Thursday, 17 December 2009

Noggsy Newman

In the Grammar of Assent (1870), Newman grounds religious faith in 'assent' (rather, say, than in 'certitude'). Which is fair enough. But he also puts great trust in what he calls the 'Illative sense': a sort of Catholicised Keatsian negative capability: 'the faculty of the human mind,' (to quote Wikipedia) 'that closes the logic-gap in concrete situations and thus allowing for assent'.

According to him, we use the Illative sense all the time. For instance:
We are in a world of facts, and we use them; for there is nothing else to use. We do not quarrel with them, but we take them as they are, and avail ourselves of what they can do for us. It would be out of place to demand of fire, water, earth, and air their credentials, so to say, for acting upon us, or ministering to us. We call them elements, and turn them to account, and make the most of them. [9:1]
Which provokes the response: dude, have you ever actually met a scientist? Demanding the credentials, so to speak, of apparent fact is pretty much their whole modus operandi. Now, we might say: no--no, not that, Newman is talking about the ordinary man and woman in the street. OM/WITS takes it kind-of on trust that the world works the way the world works; the manifold mysteries of existence get sealed into common-sense Illatively. But I don't think this is right either. More specifically, people quarrel with facts all day every day; people prefer fantasy to fact, people ignore fact, people translate fact into something more in tune with the song sung inside their cranium. Religions themselves are, in part, eloquent quarrels with the facts of (as it might be) personal death and extinction; pain and suffering; meaninglessness. And so on.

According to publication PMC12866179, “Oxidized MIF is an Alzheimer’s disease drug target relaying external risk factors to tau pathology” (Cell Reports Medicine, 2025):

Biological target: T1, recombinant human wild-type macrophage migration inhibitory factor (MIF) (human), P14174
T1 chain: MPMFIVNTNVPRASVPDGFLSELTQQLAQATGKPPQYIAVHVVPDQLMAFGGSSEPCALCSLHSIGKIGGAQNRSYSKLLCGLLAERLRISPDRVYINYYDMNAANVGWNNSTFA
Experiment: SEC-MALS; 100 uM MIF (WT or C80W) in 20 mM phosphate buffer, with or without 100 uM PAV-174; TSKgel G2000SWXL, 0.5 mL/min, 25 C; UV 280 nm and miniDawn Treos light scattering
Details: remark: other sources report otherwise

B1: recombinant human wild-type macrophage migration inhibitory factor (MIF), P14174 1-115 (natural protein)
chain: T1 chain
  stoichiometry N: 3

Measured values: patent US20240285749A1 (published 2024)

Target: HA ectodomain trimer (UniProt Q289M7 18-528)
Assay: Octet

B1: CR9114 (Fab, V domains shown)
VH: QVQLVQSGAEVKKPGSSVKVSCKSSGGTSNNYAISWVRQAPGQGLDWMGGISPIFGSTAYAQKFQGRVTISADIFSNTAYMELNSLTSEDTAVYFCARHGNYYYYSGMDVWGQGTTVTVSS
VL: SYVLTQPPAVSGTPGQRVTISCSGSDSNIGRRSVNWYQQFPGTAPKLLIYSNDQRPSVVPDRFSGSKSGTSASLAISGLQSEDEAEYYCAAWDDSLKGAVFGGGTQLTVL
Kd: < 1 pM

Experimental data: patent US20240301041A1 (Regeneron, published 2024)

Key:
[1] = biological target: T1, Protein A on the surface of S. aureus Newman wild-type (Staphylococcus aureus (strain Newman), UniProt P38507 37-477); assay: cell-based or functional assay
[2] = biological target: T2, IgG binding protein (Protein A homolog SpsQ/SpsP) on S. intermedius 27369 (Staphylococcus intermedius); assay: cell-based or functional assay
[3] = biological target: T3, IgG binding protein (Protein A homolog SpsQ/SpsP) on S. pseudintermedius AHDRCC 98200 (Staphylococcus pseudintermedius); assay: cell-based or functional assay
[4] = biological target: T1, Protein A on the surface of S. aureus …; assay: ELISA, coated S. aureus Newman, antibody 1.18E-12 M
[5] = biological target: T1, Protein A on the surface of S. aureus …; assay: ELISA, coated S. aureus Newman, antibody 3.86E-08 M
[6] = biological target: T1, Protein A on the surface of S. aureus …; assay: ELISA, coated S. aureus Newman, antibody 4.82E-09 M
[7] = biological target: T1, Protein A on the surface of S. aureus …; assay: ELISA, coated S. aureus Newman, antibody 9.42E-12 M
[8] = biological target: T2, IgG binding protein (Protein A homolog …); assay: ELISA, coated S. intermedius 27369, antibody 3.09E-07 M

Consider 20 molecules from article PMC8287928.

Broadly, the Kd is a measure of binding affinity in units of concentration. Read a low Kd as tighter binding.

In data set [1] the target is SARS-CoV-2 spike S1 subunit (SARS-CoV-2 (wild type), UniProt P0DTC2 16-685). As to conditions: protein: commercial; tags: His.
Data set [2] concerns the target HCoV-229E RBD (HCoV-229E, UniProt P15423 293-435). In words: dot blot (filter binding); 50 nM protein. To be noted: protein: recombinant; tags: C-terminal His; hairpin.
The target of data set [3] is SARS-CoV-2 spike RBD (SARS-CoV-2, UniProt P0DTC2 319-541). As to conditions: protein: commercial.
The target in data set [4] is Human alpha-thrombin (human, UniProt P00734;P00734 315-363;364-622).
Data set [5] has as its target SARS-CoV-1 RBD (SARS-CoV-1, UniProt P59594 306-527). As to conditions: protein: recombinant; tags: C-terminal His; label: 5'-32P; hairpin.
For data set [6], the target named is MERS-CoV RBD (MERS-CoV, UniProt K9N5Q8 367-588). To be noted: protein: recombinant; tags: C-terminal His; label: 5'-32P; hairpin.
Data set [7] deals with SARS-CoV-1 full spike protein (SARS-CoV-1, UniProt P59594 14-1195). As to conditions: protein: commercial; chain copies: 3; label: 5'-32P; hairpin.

Put it another way: Newman compares his Illative sense with Aristotle's phronesis, or judgment. But phronesis can be wrong, of course. Newman doesn't seem interested in the valences of a wrongheaded Illative judgment.

He touches on it, of course; but seems to make the case that our Illative sense is in one iteration precisely that 'common sense' that tells us something is daft, without needing to prove it ... that is able to distinguish what merits our sincere faith and what doesn't, just on gut:
Unless we had the right, when we pleased, of ruling that propositions were irrelevant or absurd, I do not see how we could conduct an argument at all; our way would be simply blocked up by extravagant principles and theories, gratuitous hypotheses, false issues, unsupported statements, and incredible facts. There are those who have treated the history of Abraham as an astronomical record, and have spoken of our Adorable Saviour as the sun in Aries. Arabian Mythology has changed Solomon into a mighty wizard. Noah has been considered the patriarch of the Chinese people. The ten tribes have been pronounced still to live in their descendants, the Red Indians; or to be the ancestors of the Goths and Vandals, and thereby of the present European races. Some have conjectured that the Apollos of the Acts of the Apostles was Apollonius Tyaneus. Able men have reasoned out, almost against their will, that Adam was a negro.
Gracious! Imagine that last notion! Surely the subcionsciously racist Illative sense cannot be wrong in dismissing it?

Adam was Illatively a white male. Wrong on both counts! Who'd have thunk! Or to sum this whole post up in one word: a piece of 21st-century terminology that equates to Newman's Illative Sense? Truthiness.

3 comments:

mahendra singh said...

This Illative business is the oldest racket in the book: think as I want you to (or I'll set the Inquisition on you)

Or even more boiled down: even your interior world is mine to do with as I please

Or finally: you exist solely to please me

Adam Roberts Project said...

Hmm. I'm minded to agree; but then I can't shake the Snark-hunty sense: 'your blog exists solely to please me ...'

I'm not a bad person; please believe me.

mahendra singh said...

Oh, I do believe you, you are a good person and like all the other illusions in this meta-dream of mine I call Life, you please me.

Don't worry, everyone, I won't wake up … just yet …